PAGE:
Распределение богатства и политический конфликт в модели перехода от стагнации к развитию
We propose a two-sector unified growth model, in which the speed of industrialization depends on the outcome of political conflict between the heterogeneous interest groups differing with respect to capital and land ownership. The distribution of capital and land determines agents’ political preferences and their incentives to invest in lobbying for development or blocking modern sector development. The probability that pro-growth policies are realized depends on the aggregate lobbying of two competing groups. We demonstrate that higher concentration of land ownership hampers the development of the modern sector, while higher concentration of capital ownership within the landless agents increases political support of pro-growth reforms and increases the pace of industrialization. Our model also explains the non-monotonous dynamics of political conflict intensity, which corresponds well with structural changes and GDP per capita growth observed in historical data.
This book provides a unique and timely analysis of the role of structural change in the economic development of Brazil, Russia, India, China, and South Africa (BRICS) with a consideration for the role of industry, and in particular manufacturing. The emergence of BRICS reflects an ongoing change in the international economic order. BRICS now account for very substantial part of global GDP, global manufactured value added and global manufactured exports. The book examines their economic experiences and structural change in BRICS over the past three decades, identifying both differences and commonalities, and deriving lessons for other industrializing countries. Section I contains comparative studies focusing on the commonalities and differences of the experiences of BRICS. Section II includes six country studies providing a more detailed analysis of the long-run experiences of each of the countries. Section III consists of a set of seven thematic studies focusing on specific topics such as global value chains, the role of transnational corporations in the food chain, the role of foreign versus domestic investment, the role of domestic versus foreign demand in economic growth the diffusion of environmental energy technology and the similarities, and the differences in industrial policies pursued in the five countries. The book contains a summary chapter that provides an integrated perspective of the various contributions from the point of view of poverty reduction and development. It asks, whether the patterns of structural change and industrial development that BRICS experienced, had an impact on poverty outcomes, and if so, what where the channels and the consequences?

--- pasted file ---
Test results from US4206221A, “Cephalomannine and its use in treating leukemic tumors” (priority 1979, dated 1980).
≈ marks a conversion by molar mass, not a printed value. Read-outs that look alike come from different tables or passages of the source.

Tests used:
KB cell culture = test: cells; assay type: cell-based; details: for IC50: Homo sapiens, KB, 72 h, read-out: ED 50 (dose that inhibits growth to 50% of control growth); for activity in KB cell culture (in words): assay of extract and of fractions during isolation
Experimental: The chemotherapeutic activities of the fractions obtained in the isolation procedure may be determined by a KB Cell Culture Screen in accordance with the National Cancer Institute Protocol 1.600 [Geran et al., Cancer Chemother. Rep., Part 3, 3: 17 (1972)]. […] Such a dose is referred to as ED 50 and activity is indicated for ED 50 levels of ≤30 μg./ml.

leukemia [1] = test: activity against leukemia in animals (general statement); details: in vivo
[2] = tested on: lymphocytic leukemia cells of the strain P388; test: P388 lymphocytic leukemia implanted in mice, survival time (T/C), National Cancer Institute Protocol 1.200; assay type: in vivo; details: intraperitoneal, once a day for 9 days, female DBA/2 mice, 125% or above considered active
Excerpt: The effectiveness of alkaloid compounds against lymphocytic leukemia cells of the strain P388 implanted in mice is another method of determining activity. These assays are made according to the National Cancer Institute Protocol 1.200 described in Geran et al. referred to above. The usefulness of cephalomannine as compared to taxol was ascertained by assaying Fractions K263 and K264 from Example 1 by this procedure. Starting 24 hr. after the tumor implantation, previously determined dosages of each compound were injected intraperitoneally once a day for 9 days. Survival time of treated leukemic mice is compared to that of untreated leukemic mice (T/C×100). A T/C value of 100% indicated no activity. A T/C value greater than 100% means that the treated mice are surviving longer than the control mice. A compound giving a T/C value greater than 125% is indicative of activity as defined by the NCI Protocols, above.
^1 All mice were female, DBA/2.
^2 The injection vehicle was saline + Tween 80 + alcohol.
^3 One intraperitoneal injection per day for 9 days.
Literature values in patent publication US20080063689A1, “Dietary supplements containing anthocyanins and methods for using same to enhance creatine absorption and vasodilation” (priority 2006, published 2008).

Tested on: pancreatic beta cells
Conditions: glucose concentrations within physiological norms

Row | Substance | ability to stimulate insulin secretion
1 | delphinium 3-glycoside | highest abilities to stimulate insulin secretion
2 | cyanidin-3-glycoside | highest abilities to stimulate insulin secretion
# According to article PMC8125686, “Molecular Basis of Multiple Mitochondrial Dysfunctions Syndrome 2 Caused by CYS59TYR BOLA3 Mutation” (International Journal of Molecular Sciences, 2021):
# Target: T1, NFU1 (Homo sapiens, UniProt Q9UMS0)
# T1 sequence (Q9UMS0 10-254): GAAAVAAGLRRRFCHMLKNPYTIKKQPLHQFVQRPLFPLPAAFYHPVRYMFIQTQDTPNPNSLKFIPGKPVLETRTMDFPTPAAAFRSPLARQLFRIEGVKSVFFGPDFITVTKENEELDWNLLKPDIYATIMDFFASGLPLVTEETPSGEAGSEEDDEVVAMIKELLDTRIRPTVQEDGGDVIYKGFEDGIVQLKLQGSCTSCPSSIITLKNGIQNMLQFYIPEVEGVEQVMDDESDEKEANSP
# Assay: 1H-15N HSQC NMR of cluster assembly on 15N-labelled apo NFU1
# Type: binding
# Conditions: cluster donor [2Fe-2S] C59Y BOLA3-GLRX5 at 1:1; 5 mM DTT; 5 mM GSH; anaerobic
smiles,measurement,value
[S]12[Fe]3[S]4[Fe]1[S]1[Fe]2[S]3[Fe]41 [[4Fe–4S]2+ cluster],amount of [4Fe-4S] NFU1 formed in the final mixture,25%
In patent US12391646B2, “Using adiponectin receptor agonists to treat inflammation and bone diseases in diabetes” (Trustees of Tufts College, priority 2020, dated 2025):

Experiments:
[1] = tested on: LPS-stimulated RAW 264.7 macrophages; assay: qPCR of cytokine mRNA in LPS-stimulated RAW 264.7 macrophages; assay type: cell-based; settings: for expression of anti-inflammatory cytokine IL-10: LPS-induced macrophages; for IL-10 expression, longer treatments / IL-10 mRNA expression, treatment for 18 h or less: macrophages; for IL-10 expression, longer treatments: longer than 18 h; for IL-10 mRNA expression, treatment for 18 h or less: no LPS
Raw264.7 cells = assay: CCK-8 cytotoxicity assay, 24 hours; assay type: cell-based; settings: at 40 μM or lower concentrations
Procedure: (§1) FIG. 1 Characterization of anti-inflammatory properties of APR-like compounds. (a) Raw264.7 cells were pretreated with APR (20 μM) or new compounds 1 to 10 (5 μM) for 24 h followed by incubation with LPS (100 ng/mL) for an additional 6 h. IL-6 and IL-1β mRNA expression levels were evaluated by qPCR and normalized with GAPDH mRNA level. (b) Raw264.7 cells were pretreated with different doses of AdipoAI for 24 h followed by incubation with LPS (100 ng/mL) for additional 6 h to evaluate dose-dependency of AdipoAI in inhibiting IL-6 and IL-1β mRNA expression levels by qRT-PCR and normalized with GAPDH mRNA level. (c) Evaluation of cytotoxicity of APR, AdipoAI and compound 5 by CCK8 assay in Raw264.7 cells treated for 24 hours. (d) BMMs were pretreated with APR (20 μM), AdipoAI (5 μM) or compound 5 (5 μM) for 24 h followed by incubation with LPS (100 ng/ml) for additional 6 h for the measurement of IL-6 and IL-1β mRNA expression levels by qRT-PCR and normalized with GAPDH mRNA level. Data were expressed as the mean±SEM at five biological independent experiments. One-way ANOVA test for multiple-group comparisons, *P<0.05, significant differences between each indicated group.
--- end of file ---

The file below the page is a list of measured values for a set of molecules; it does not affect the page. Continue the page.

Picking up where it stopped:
The article shows that in the USSR the incidence of venereal diseases was due to social and economic conditions of the "world of capitalism", including financial insecurity that caused women to prostitution, alcoholism and corrupting influence of erotic literature, art and cinema.Venereal diseases, as an inevitable companion of the "capitalist lifestyle", have gained not only social, but also openly expressed class character. Utilitarian-class approach to this area has kept almost the entire period of Soviet power, and in the 1990s founded a management principle to deal with the investigation (distribution of disposable syringes and personal contraception), and not the cause of the phenomenon was transferred into the practice of AIDS prevention.
The materials on the subject “Immigration in France” are prepared on the basis of the website www.histoire-immigration.fr. They help students of non-linguistic higher educational establishments to form the idea of the major stages of French immigration and study in detail the related lexis.
The given materials are aimed to draw students’ attention to the principal problems in the French society, to develop tolerance to migrants, forced migrants and refugees.